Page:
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Tritton, Lydia Ellen (1899–1946)

by Judith Armstrong

This article was published in Australian Dictionary of Biography, Volume 16, (MUP), 2002

Lydia Ellen Tritton (1899-1946), journalist and public speaker, was born on 19 September 1899 in East Brisbane, fourth of six children of Frederick William Tritton, a furniture warehouseman from Jersey, Channel Islands, who became a wealthy retailer, and his English-born wife Eliza Ellen, née Worrall. Educated at the Brisbane High School for Girls (Somerville House from 1920), Lydia insisted on the faux French name of 'Nellé', preferring to be 'hated [rather] than ignored'. After leaving school, she made several public appearances as an elocutionist, and published privately an anthology of verse, Poems (c.1920). She moved to Sydney in the early 1920s and worked as a journalist.

In 1925 Miss Tritton sailed for London. She toured the Continent and gained a reputation as an authority on international affairs. In Italy she read the Journal (Paris, 1887) of Marie Bashkirtseff, a nineteenth-century Russian émigré who had lived in France. It inspired her to meet and mix with expatriate Russians. At the register office, Kensington, London, on 11 December 1928 she married Nicholas Alexander Nadejine, a 43-year-old professional singer and former officer in the White Russian Army. They were childless. While visiting Brisbane, Nadejine gave a recital; Nell (as she by then styled her Christian name) took private lessons in Russian from Nina Maximoff (later Christesen), who was to found the department of Russian language and literature at the University of Melbourne. Back in London, Nadejine unsuccessfully tried to join the Covent Garden opera company. Thereafter he reputedly deceived his wife with 'some crazy elderly Englishwomen who were rich and idle'. Nicholas and Nell were divorced in 1936.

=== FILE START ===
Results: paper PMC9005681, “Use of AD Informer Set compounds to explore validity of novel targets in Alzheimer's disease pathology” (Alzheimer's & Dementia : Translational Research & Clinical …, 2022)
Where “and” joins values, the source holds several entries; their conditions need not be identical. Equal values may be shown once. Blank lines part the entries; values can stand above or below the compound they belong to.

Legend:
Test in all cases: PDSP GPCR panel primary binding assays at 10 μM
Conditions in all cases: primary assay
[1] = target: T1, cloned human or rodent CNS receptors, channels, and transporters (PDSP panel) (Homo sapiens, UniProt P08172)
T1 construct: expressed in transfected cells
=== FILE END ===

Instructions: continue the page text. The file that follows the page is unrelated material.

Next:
In the early 1930s, possibly in Paris, Mrs Nadejine had met the exiled Alexander Kerensky and begun working as his secretary. Kerensky, a lawyer, had been a member of the Russian duma, minister for war, and prime minister of Russia for three months from July 1917. After the October revolution he lived in Paris, but spent some time in the United States of America raising money for the anti-Bolshevik cause. Nell fell in love with him. Kerensky did not at first reciprocate her affections. In March-June 1939 she visited Brisbane, where she lectured to various organizations on international politics and continued her Russian lessons, with M. I. Maximoff, Nina's father. Kerensky enticed her to come to the United States by suggesting they might soon be married. His divorce from his wife Olga became absolute on 29 June. Alexander and Nell were married at Martins Creek, Pennsylvania, on 20 August that year. The justice of the peace in whose home the ceremony took place, reported that 'a man wearing a monocle and carrying a cane arrived accompanied by a pretty blonde'.

M. and Mme Kerensky left New York at the end of September 1939 and took up residence in Paris. The self-exiled Russian author Nina Berberova, whom they visited frequently, described Nell as 'beautiful, calm, and intelligent', with 'shoulders and a bosom like Anna Karenina'. On 11 June 1940, shortly before the fall of France, the couple left Paris by motorcar. After a harrowing trip, they reached the Spanish border eighteen days later. Kerensky, as a Russian refugee, was not permitted to cross. They both turned back, and drove to St Jean-de-Luz whence they made their way to England in a British naval vessel. Travelling in a trans-Atlantic liner, they arrived in New York on 12 August 1940 and received a triumphal welcome from the New York Times. They lived in a small, rented apartment on Park Avenue until 1942 when they acquired a large wooden farmhouse near the New York-Connecticut border. Kerensky's lecture tours provided their main source of income. Their life, when they were together, was idyllic, with numerous visitors and games of croquet.

During her husband's absences, Mrs Kerensky sometimes thought of returning to Australia to undertake war-work. They moved to a smaller house closer to New York city and in October 1945 travelled to Brisbane. In February 1946, while staying with her parents at Clayfield, Nell suffered a stroke. Survived by her husband, she died of chronic nephritis on 10 April that year and was cremated with Anglican rites. On his return to Paris in 1949, Kerensky read to Berberova his 'History of the Illness and Death of Nell'.

Select Bibliography

  • N. Berberova, The Italics are Mine (NY, 1969)
  • R. Abraham, Alexander Kerensky (NY, 1987)
  • J. Armstrong, The Christesen Romance (Melb, 1996)
  • Courier-Mail (Brisbane), 23 Aug 1939, 11 Apr 1946.

Citation details

Judith Armstrong, 'Tritton, Lydia Ellen (1899–1946)', Australian Dictionary of Biography, National Centre of Biography, Australian National University, http://adb.anu.edu.au/biography/tritton-lydia-ellen-11879/text21269, published in hardcopy 2002, accessed online 31 July 2014.

This article was first published in hardcopy in Australian Dictionary of Biography, Volume 16, (MUP), 2002

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